Posted // April 5,2011 at 22:49

That building with the three business are all related, I do business with the Southeast Market and they invited me to park there. So not shitty or thoughtless - we all help each other.


Posted // April 6,2011 at 09:50 - I know about the building and the the owners. I wonder if you asked the owner of the restaurant how he feels about what you are doing. I'm quite sure you did not. If I owned a food coach, say, Mexican style, I'd never have even considered asking to park my Mexican food coach just outside a Mexican restaurant in the first place. And if I were asked to do so by an adjacent business, I'd kindly refuse based on common decency as I know I can park my truck elsewhere, someplace I wasn't going to be in direct competition with a restaurant that does not have the options I do. But I guess that's just me. If you think you're helping South China House by parking just next to it, selling your own brand of Asian-style food, filtering patrons off of South China House, I can only say that you and I are very different people. What if I followed you around town setting up my Asian Taco Cart ten feet from your coach every time you parked? My cart costs even less than your coach to operate, I can afford to do the same kind of food you do and sell if for less. How would you feel about that? Would you say that I was helping you and your business?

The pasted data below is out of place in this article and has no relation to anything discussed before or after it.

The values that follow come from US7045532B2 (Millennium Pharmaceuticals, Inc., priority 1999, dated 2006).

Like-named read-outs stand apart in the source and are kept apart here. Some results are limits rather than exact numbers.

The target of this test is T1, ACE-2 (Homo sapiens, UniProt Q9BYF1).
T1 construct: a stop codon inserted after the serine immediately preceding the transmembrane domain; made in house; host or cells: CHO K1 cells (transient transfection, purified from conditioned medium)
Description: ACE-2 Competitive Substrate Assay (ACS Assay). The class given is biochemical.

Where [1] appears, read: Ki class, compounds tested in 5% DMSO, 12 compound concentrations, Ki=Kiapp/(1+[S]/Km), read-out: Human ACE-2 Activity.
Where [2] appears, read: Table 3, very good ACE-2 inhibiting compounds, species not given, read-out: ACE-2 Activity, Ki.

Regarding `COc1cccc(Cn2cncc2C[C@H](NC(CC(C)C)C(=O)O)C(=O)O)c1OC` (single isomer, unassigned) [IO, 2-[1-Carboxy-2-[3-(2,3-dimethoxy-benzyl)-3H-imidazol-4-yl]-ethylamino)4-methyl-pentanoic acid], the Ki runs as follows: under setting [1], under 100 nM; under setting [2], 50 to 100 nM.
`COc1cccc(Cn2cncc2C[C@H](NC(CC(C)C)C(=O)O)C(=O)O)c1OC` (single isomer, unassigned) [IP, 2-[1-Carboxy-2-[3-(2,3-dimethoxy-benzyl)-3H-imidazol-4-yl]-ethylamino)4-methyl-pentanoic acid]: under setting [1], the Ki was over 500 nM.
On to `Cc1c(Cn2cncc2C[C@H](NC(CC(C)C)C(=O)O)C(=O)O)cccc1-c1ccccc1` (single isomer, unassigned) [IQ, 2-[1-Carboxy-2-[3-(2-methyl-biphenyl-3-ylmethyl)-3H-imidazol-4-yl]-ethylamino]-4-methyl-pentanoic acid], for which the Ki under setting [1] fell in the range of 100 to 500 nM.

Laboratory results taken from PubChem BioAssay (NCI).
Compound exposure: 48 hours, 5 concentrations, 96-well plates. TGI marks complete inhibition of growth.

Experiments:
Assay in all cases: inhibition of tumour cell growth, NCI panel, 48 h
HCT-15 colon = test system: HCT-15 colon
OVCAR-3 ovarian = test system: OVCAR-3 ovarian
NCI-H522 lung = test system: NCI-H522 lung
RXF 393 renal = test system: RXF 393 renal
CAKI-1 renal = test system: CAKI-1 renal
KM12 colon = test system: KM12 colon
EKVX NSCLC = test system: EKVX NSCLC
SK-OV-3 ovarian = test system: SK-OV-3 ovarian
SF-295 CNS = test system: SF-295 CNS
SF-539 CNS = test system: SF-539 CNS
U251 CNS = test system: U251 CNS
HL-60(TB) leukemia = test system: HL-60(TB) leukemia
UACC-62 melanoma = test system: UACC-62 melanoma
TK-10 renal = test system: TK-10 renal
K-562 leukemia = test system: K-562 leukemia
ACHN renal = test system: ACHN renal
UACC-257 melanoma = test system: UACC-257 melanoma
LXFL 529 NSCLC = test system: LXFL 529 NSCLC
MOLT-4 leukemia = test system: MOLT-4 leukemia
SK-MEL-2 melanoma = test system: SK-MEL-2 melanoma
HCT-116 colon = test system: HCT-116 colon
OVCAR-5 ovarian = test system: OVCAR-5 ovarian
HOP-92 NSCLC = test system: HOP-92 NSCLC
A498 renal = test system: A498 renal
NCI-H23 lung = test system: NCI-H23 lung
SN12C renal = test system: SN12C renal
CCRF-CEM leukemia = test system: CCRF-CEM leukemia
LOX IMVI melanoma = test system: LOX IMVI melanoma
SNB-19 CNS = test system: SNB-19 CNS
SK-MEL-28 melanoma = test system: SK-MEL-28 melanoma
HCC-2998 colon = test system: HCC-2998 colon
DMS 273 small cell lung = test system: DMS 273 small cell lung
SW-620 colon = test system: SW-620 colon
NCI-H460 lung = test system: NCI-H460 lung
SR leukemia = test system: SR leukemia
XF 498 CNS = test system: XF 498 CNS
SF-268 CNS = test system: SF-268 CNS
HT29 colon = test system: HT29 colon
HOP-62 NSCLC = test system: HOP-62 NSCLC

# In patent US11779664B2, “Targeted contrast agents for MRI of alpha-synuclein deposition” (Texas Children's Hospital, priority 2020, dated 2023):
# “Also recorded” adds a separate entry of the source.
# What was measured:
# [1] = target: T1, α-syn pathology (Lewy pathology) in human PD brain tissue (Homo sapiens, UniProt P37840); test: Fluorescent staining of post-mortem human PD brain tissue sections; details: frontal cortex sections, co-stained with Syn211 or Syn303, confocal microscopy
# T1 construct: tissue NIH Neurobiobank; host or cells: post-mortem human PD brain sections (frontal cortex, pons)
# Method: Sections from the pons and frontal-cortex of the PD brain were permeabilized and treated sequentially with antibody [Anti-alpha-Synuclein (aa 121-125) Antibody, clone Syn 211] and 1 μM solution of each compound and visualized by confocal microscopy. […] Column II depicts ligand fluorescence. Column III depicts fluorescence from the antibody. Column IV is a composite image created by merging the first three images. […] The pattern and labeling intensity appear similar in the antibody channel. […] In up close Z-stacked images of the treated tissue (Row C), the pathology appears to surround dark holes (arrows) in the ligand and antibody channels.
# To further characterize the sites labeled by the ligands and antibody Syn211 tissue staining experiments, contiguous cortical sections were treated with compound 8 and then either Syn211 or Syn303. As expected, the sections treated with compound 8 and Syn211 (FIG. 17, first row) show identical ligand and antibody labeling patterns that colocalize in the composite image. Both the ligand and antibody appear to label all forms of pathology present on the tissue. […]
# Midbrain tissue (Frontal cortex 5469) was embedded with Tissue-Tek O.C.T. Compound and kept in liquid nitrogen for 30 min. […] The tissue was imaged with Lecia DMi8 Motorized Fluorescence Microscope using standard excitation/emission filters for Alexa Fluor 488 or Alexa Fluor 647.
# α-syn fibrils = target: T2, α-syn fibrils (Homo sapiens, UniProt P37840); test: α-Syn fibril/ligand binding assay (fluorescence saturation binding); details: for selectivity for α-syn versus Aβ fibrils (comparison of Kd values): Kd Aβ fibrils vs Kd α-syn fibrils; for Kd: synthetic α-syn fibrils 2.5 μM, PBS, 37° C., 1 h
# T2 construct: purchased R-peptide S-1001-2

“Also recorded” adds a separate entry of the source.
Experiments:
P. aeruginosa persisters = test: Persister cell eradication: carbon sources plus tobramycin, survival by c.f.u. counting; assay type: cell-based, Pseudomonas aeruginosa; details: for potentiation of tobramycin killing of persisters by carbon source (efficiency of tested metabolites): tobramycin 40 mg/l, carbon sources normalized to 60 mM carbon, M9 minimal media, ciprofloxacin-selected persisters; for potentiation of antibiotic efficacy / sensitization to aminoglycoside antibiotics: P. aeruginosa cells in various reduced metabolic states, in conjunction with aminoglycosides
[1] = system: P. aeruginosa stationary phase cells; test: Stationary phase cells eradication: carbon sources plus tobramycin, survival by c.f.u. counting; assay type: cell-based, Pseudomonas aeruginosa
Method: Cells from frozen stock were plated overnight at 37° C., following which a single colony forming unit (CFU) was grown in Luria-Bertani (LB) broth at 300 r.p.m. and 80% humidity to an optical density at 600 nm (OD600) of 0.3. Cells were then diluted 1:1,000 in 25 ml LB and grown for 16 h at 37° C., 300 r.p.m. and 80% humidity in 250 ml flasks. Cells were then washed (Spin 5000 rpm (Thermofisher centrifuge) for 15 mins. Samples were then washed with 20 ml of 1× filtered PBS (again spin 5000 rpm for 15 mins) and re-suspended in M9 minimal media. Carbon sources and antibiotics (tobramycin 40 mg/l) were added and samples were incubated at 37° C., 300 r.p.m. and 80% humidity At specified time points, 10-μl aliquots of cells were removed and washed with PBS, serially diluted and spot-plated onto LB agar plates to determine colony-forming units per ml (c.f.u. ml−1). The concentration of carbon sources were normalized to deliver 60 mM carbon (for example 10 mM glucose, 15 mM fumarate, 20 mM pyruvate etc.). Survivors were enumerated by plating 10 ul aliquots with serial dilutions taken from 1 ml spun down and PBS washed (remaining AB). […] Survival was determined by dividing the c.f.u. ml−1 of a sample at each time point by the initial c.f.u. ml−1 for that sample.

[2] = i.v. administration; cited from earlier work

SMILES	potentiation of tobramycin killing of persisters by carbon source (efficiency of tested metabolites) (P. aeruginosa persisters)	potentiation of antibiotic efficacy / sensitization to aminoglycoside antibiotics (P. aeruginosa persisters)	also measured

Posted // April 5,2011 at 12:40

Since moving here from Portland, I've really missed having access to inexpensive artisan food at carts and trucks.

Once they loosened the laws, I saw more personality and vibrance develop in Downtown and SE Portland. The argument that carts present unfair competition feels rather hollow.

If the city wants more life in Downtown, they need to stop pandering to the status quo and simply let local business happen.


Posted // April 5,2011 at 10:33

Hey, Anonymous. Do you even know what kind of food Chow serves in her truck? It might have some inspiration from asian cuisine, but it's basically tacos, sliders and other stuff like that. How does that directly compete with a full service Chinese restaurant?


Posted // April 5,2011 at 11:48 - South China House serves Vietnamese and Chinese food. The Chow Truck states that it serves "Haute Asian Cuisine". You state that the Chow truck takes inspiration from Asian cuisine. Chow is parking a "Haute Asian Cuisine" food coach just outside a Vietnamese/Chinese restaurant and is taking potential business away from the restaurant by doing so. How about you tell me how that isn't thoughtless and shitty?